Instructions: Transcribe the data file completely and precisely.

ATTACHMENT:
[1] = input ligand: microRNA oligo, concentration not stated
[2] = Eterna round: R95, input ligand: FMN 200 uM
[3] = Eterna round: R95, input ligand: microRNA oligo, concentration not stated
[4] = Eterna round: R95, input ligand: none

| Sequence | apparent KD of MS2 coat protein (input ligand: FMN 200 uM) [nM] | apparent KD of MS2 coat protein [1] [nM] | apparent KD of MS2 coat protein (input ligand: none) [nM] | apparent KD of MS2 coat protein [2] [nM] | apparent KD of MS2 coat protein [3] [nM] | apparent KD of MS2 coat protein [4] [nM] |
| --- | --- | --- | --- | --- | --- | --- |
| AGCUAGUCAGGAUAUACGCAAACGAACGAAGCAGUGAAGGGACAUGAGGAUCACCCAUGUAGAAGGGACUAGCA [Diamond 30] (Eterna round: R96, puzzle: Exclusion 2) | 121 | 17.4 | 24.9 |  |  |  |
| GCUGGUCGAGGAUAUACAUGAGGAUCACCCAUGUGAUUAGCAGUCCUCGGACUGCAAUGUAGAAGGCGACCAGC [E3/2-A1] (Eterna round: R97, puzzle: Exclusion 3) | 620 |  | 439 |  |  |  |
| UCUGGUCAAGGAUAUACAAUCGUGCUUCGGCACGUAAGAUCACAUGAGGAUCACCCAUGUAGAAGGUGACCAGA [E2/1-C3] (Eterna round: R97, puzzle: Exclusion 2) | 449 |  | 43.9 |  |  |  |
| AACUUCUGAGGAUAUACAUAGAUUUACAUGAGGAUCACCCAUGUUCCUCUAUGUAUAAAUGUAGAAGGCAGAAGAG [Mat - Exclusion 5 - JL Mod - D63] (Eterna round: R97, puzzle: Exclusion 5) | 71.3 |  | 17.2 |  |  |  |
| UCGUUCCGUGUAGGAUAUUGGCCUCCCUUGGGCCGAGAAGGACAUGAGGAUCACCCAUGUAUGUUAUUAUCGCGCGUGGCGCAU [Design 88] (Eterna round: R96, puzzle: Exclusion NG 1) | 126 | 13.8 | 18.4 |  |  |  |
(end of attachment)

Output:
[1] = input ligand: microRNA oligo, concentration not stated
[2] = Eterna round: R95, input ligand: FMN 200 uM
[3] = Eterna round: R95, input ligand: microRNA oligo, concentration not stated
[4] = Eterna round: R95, input ligand: none

| Sequence | apparent KD of MS2 coat protein (input ligand: FMN 200 uM) [nM] | apparent KD of MS2 coat protein [1] [nM] | apparent KD of MS2 coat protein (input ligand: none) [nM] | apparent KD of MS2 coat protein [2] [nM] | apparent KD of MS2 coat protein [3] [nM] | apparent KD of MS2 coat protein [4] [nM] |
| --- | --- | --- | --- | --- | --- | --- |
| AGCUAGUCAGGAUAUACGCAAACGAACGAAGCAGUGAAGGGACAUGAGGAUCACCCAUGUAGAAGGGACUAGCA [Diamond 30] (Eterna round: R96, puzzle: Exclusion 2) | 121 | 17.4 | 24.9 |  |  |  |
| GCUGGUCGAGGAUAUACAUGAGGAUCACCCAUGUGAUUAGCAGUCCUCGGACUGCAAUGUAGAAGGCGACCAGC [E3/2-A1] (Eterna round: R97, puzzle: Exclusion 3) | 620 |  | 439 |  |  |  |
| UCUGGUCAAGGAUAUACAAUCGUGCUUCGGCACGUAAGAUCACAUGAGGAUCACCCAUGUAGAAGGUGACCAGA [E2/1-C3] (Eterna round: R97, puzzle: Exclusion 2) | 449 |  | 43.9 |  |  |  |
| AACUUCUGAGGAUAUACAUAGAUUUACAUGAGGAUCACCCAUGUUCCUCUAUGUAUAAAUGUAGAAGGCAGAAGAG [Mat - Exclusion 5 - JL Mod - D63] (Eterna round: R97, puzzle: Exclusion 5) | 71.3 |  | 17.2 |  |  |  |
| UCGUUCCGUGUAGGAUAUUGGCCUCCCUUGGGCCGAGAAGGACAUGAGGAUCACCCAUGUAUGUUAUUAUCGCGCGUGGCGCAU [Design 88] (Eterna round: R96, puzzle: Exclusion NG 1) | 126 | 13.8 | 18.4 |  |  |  |